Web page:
A criminal investigation has been launched by the United States, with “all necessary steps” being taken to prosecute Edward Snowden for exposing secret US surveillance programmes, the director of the US Federal Bureau of Investigation (FBI) has said.
“As to the individual who has admitted to making these disclosures, he is the subject of an ongoing criminal investigation,” FBI Director Robert Mueller told the House Judiciary Committee on Thursday.
“These disclosures have caused significant harm to our nation and to our safety. We are taking all necessary steps to hold the person responsible for these disclosures,” he said.
The FBI chief’s comments offered the first explicit confirmation that the US government was pursuing Snowden, the 29-year-old American IT specialist who has admitted to leaking information about far-reaching surveillance programmes.
Snowden, who worked as a sub-contractor handling computer networks for the National Security Agency (NSA), is now in Hong Kong, where he has vowed to contest any US attempt to extradite him. He also made mention of seeking asylum in Iceland.
He has said he plans to request asylum and that he divulged secrets to Britain’s Guardian newspaper and the US-based Washington Post because he believed the US surveillance programmes were illegal and intrusive.
Mueller strongly defended the surveillance programmes, arguing that they had helped to protect US citizens and that leaking information on them harms US national security.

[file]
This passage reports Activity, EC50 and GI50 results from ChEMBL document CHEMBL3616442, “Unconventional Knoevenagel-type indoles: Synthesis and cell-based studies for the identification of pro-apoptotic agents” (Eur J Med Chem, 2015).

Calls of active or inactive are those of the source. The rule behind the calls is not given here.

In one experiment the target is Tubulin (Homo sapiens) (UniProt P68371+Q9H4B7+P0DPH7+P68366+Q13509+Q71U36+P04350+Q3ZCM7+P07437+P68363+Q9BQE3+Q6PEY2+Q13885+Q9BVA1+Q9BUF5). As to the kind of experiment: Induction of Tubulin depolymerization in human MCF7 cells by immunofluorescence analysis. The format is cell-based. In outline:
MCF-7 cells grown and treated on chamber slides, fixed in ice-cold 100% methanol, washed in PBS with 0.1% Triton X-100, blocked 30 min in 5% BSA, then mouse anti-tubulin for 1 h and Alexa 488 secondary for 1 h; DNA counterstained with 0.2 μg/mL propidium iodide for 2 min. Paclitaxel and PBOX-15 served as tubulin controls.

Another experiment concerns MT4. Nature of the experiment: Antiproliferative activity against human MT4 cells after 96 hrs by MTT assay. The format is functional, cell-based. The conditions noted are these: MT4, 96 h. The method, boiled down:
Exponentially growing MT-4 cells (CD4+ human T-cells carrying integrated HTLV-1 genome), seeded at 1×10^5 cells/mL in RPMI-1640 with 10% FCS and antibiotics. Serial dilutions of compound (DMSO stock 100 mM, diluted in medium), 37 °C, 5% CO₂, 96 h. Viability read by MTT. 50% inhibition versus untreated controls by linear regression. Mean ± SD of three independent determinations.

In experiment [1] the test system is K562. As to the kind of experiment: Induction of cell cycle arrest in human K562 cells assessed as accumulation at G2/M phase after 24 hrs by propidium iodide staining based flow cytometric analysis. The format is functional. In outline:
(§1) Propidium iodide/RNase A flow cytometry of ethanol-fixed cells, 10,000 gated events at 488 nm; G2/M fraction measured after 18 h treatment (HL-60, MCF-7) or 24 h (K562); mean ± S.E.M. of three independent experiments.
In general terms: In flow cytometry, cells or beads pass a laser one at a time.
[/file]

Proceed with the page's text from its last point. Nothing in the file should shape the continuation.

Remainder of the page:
In his last appearance as FBI director before the committee, Mueller said that terrorists track leaked information “very, very closely” and that because of leaks “we lose our ability to get their communications” and “we are exceptionally vulnerable”.
Responding to questions by committee chairman Bob Goodlatte, a Republican, Mueller said the Foreign Intelligence Surveillance Court has approved the surveillance programmes and they have been conducted in compliance with US law and with oversight from Congress.
The revelation that the NSA is collecting millions of US phone records along with digital communications stored by nine major Internet companies has touched off a national debate over whether the Obama administration, in its efforts to thwart terrorism, has overstepped proper bounds by using intrusive surveillance methods.
John Conyers, the committee’s top Democrat, expressed concern that the two programmes were too far-reaching.
“It’s my fear that we are on the verge of becoming a surveillance state,” he said.
An IT specialist based in New York said he saw nothing wrong in the NSA surveillance programme. According to him, “As far as we want to prove the government has gone too far in its fight against terrorism, we should have it at the back of our minds that there are always backdoors people take-terrorists can use these backdoors and access/transmit information that may harm the country if the government’s surveillance programme is not good enough.”